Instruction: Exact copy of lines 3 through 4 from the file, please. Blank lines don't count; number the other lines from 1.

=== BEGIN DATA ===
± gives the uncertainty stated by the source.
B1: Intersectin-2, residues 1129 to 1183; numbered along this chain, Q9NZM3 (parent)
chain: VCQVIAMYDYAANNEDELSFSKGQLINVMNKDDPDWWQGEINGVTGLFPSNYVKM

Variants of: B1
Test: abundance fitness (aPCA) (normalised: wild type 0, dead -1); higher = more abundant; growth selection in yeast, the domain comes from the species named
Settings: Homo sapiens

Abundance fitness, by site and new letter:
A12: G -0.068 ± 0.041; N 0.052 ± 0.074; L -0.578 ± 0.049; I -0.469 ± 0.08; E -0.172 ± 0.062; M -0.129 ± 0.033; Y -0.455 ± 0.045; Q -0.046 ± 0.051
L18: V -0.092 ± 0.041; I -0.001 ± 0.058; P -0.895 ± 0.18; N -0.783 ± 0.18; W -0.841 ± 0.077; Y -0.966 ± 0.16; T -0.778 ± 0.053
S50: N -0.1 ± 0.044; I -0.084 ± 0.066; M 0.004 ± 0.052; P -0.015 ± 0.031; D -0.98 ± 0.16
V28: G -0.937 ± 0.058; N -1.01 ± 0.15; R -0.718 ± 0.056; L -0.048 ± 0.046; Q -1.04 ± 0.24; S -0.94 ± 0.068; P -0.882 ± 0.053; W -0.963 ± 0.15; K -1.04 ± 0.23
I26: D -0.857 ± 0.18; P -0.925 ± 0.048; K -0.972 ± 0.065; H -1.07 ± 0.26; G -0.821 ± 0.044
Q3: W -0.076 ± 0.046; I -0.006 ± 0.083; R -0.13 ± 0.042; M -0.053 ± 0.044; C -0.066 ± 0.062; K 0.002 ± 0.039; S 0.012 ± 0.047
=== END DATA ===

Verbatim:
chain: VCQVIAMYDYAANNEDELSFSKGQLINVMNKDDPDWWQGEINGVTGLFPSNYVKM

Variants of: B1